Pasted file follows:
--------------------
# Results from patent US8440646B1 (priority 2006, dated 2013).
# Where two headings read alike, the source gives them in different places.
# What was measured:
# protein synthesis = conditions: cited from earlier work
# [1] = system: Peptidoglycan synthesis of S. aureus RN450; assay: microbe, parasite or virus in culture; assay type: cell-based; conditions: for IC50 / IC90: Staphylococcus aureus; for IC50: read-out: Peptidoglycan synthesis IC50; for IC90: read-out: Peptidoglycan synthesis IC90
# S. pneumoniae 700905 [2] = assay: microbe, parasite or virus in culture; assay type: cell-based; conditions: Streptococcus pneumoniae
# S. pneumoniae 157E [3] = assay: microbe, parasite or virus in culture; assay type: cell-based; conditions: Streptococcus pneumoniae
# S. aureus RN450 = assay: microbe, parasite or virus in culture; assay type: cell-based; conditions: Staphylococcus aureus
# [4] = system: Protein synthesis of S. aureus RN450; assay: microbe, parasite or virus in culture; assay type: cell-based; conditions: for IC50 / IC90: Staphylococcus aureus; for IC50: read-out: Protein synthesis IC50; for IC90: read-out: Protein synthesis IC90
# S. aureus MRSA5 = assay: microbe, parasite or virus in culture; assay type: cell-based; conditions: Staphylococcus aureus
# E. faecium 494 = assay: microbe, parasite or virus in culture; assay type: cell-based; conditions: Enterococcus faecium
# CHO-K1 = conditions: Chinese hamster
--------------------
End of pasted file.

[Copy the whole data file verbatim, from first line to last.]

# Results from patent US8440646B1 (priority 2006, dated 2013).
# Where two headings read alike, the source gives them in different places.
# What was measured:
# protein synthesis = conditions: cited from earlier work
# [1] = system: Peptidoglycan synthesis of S. aureus RN450; assay: microbe, parasite or virus in culture; assay type: cell-based; conditions: for IC50 / IC90: Staphylococcus aureus; for IC50: read-out: Peptidoglycan synthesis IC50; for IC90: read-out: Peptidoglycan synthesis IC90
# S. pneumoniae 700905 [2] = assay: microbe, parasite or virus in culture; assay type: cell-based; conditions: Streptococcus pneumoniae
# S. pneumoniae 157E [3] = assay: microbe, parasite or virus in culture; assay type: cell-based; conditions: Streptococcus pneumoniae
# S. aureus RN450 = assay: microbe, parasite or virus in culture; assay type: cell-based; conditions: Staphylococcus aureus
# [4] = system: Protein synthesis of S. aureus RN450; assay: microbe, parasite or virus in culture; assay type: cell-based; conditions: for IC50 / IC90: Staphylococcus aureus; for IC50: read-out: Protein synthesis IC50; for IC90: read-out: Protein synthesis IC90
# S. aureus MRSA5 = assay: microbe, parasite or virus in culture; assay type: cell-based; conditions: Staphylococcus aureus
# E. faecium 494 = assay: microbe, parasite or virus in culture; assay type: cell-based; conditions: Enterococcus faecium
# CHO-K1 = conditions: Chinese hamster